Qlarant Investigations and Audits

Qlarant Integrity Solutions is a Maryland-based private contractor that conducts Medicare and Medicaid fraud investigations and audits on behalf of the Centers for Medicare and Medicaid Services (CMS). While investigations and audits conducted by Qlarant often result in substantial recoupments and other penalties, in our experience many allegations of “fraud, waste, and abuse” are misguided.

In 2018, the Centers for Medicare and Medicaid Services (CMS) selected Qlarant Integrity Solutions (“Qlarant”) as its Investigations Medicare Drug Integrity Contractor (I-MEDIC) to conduct fraud investigations and audits related to Medicare Parts C and D, and also selected Qlarant as one of several Unified Program Integrity Contractors (UPICs) to conduct fraud investigations and audits related to all other Medicare and Medicaid programs. 

What is Qlarant?

In press releases announcing these appointments (here and here), Qlarant describes itself as, “a not-for-profit nationally respected leader in fighting fraud, waste [and] abuse, improving program quality, and optimizing performance.” The press releases go on to state, “The company uses subject matter experts and innovative data sciences and technology to help organizations see risks, solve problems, and seize opportunities.” On its website, Qlarant writes:

“The Qlarant investigation team consists of former federal law enforcement officers experienced in investigative techniques that successfully uncover fraud, waste, and abuse for prosecution. We’re unmatched in experience, investigation and predictive modeling, staying ahead of the industry and ahead of bad actors.

“Our expertise comes from fifteen years of on-the-ground experience in investigation.

Put our highly experienced team on your side

Dr. Nick Oberheiden
Dr. Nick Oberheiden

Attorney-at-Law & Founder

Amanda Marshall
Amanda Marshall

Former U.S. Attorney

Local Counsel

Lynette S. Byrd
Lynette S. Byrd

Former Federal Prosecutor

Partner

Aaron L. Wiley
Aaron L. Wiley

Former Federal Prosecutor

Local Counsel

Subodh Chandra
Subodh Chandra

Former Federal Prosecutor

Local Counsel

Elizabeth K. Stepp
Elizabeth K. Stepp

Partner

Roger Bach
Roger Bach
(Non-Lawyer)

Former Special Agent, OIG

Dennis A. Wichern
Dennis A. Wichern
(Non-Lawyer)

Former Special Agent-in-Charge

Chris Quick
Chris Quick
(Non-Lawyer)

Former Special Agent, FBI

Kevin M. Sheridan
Kevin M. Sheridan
(Non-Lawyer)

Retired Supervisory Special Agent, FBI

Ray Yuen
Ray Yuen
(Non-Lawyer)

Former Supervisory Special Agent, FBI

Gamal Abdel-Hafiz
Gamal Abdel-Hafiz
(Non-Lawyer)

Former Supervisory Special Agent, FBI

“With our expertise in law enforcement, our team can actively and authoritatively document and present cases, with case summaries, written reports, and referral pages for cases provided to law enforcement for criminal or civil action.”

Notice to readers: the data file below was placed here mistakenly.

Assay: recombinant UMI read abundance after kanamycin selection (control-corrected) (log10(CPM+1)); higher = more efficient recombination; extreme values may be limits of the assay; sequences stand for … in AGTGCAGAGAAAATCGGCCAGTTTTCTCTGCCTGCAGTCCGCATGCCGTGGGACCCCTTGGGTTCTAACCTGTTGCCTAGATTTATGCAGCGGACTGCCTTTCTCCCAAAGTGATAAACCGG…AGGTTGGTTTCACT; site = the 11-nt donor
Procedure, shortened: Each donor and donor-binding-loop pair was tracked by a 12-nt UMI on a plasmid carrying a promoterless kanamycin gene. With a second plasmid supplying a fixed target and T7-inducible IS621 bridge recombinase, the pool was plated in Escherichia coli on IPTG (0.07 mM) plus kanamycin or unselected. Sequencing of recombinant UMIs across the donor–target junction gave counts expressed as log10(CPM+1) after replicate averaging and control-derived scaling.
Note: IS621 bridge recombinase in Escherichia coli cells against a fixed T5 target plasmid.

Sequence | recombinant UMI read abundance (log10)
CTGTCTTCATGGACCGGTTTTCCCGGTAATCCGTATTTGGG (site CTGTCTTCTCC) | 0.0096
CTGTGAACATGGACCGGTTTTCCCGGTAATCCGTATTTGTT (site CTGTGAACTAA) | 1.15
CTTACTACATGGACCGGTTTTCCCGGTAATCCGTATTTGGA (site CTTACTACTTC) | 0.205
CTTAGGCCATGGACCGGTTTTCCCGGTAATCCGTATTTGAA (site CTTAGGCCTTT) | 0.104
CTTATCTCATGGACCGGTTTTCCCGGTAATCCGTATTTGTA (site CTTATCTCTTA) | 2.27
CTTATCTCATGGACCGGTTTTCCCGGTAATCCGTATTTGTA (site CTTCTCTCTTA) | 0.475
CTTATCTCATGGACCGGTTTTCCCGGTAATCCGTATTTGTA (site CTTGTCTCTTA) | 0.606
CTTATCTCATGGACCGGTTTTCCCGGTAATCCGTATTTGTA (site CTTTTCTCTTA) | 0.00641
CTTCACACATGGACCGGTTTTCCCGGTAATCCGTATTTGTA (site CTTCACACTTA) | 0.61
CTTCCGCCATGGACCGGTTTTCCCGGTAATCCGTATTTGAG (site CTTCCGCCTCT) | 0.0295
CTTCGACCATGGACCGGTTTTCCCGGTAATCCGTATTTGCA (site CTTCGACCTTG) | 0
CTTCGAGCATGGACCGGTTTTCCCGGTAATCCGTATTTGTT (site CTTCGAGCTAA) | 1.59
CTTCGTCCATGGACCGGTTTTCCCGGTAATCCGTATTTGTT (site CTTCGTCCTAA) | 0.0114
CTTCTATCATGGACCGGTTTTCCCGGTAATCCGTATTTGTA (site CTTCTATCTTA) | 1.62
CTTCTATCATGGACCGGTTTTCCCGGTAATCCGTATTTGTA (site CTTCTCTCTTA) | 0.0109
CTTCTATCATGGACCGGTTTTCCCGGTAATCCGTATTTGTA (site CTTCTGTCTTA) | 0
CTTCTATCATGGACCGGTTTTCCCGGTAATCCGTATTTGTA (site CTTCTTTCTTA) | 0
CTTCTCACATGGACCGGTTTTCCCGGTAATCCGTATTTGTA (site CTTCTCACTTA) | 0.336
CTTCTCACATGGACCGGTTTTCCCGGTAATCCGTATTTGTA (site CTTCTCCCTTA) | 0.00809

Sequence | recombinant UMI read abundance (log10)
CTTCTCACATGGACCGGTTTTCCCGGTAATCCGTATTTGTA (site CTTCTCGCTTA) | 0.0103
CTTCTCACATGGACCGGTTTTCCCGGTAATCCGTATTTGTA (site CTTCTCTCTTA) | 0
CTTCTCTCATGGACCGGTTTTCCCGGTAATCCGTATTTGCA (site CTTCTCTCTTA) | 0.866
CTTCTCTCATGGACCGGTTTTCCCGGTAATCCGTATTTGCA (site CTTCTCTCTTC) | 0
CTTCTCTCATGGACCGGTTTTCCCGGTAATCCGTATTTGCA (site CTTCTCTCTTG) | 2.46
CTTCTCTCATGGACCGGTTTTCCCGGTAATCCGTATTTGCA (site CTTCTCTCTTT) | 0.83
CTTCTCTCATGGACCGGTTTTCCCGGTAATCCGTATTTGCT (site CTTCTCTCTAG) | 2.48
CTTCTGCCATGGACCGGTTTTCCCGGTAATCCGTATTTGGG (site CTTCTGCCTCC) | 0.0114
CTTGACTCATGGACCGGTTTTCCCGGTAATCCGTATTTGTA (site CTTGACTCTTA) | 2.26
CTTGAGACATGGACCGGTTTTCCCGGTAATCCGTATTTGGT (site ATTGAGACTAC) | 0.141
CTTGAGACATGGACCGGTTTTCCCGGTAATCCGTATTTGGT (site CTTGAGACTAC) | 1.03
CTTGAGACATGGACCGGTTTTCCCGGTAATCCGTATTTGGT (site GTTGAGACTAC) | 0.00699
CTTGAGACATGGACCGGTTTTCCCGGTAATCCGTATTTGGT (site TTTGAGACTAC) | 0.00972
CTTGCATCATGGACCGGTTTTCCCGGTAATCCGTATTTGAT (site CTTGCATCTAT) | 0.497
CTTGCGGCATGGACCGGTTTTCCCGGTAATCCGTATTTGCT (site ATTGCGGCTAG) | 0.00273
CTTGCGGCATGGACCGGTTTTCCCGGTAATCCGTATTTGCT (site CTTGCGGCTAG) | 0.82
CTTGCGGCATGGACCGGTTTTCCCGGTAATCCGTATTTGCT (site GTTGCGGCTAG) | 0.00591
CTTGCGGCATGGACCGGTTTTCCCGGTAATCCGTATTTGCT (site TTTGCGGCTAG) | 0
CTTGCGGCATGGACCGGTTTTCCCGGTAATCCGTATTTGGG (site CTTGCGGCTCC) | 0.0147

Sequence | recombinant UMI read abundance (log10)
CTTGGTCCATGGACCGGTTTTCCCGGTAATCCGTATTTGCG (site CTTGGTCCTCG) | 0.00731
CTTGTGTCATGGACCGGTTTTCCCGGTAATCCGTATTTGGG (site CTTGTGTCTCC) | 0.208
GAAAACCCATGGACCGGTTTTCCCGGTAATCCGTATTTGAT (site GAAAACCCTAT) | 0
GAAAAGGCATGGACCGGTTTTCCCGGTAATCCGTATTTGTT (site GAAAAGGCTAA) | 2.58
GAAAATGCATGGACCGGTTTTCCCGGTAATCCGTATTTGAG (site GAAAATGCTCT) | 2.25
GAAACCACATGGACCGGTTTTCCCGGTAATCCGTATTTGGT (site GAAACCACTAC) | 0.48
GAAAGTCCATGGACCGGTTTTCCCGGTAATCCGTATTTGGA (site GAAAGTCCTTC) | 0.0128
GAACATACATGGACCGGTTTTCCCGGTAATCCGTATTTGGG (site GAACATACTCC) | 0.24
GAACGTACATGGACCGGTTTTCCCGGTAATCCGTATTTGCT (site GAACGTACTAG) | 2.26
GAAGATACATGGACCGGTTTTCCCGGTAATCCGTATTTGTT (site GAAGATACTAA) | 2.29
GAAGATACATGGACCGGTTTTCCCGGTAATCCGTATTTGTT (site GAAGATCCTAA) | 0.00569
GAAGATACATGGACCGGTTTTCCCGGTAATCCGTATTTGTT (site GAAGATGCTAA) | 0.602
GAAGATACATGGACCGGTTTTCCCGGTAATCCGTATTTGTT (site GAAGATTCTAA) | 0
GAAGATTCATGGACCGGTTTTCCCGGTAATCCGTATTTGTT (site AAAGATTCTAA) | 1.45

As CMS’s I-MEDIC for Medicare Parts C and D, Qlarant conducts investigations and audits nationwide. In its capacity as a UPIC, Qlarant has been granted the authority to conduct Medicare and Medicaid investigations and audits in the following jurisdictions:

  • Alaska
  • American Samoa
  • Arizona
  • Arkansas
  • California
  • Colorado
  • Guam
  • Hawaii
  • Idaho
  • Louisiana
  • Mariana Islands
  • Mississippi
  • Montana
  • Nevada
  • New Mexico
  • North Dakota
  • Oklahoma
  • Oregon
  • South Dakota
  • Texas
  • Utah
  • Washington
  • Wyoming

What Should Health Care Providers Expect During Qlarant Audits and Investigations?

Although all CMS contractors are supposed to uncover both overpayments and underpayments, Qlarant’s marketing materials make clear that it has a singular goal: to help CMS recover as much money as possible from program-participating health care providers. While Qlarant relies heavily on software that automatically scans Medicare and Medicaid billing data for apparent “outliers,” it also deploys “Jump Teams” that conduct “boots-on-the-ground” investigations targeting “the worst potential offenders.” As a practical matter, there is little, if any, distinction between investigations and audits, as both have the potential to result in substantial penalties and referral to the U.S. Department of Justice (DOJ) for civil or criminal prosecution.

Common Allegations in Qlarant Investigations and Audits

Qlarant investigations and audits can focus on two primary types of health care fraud: (i) Medicare and Medicaid billing violations, and (ii) unlawful financial relationships between program-participating providers. 

Investigations and audits focused on billing violations examine providers’ Medicare and Medicaid data to identify issues such as billing for medically-unnecessary services and supplies, performing unnecessary tests and examinations, providing prescriptions for unnecessary medications and durable medical equipment (DME), unbundling, upcoding, double-billing, and other intentional and unintentional coding mistakes. Investigations and audits focused on providers’ financial relationships seek to expose unlawful referral fees and other violations of the Anti-Kickback Statute and Stark Law. Both types of allegations carry the potential for severe penalties including recoupments, fines, denial of pending claims, prepayment review of future claims, program exclusion, and even federal imprisonment.

Determining the Nature of the Allegations Against You

When facing a Qlarant investigation or audit, a key preliminary step is to determine the nature of the allegations against your business or practice: Are you being accused of overbilling Medicare or Medicaid? Are you being accused of unlawfully using Medicare or Medicaid funds to pay for beneficiary referrals? Are you being accused of both? Once you know what is being investigated, then you can build a defense strategy that is tailored to the particular circumstances at hand.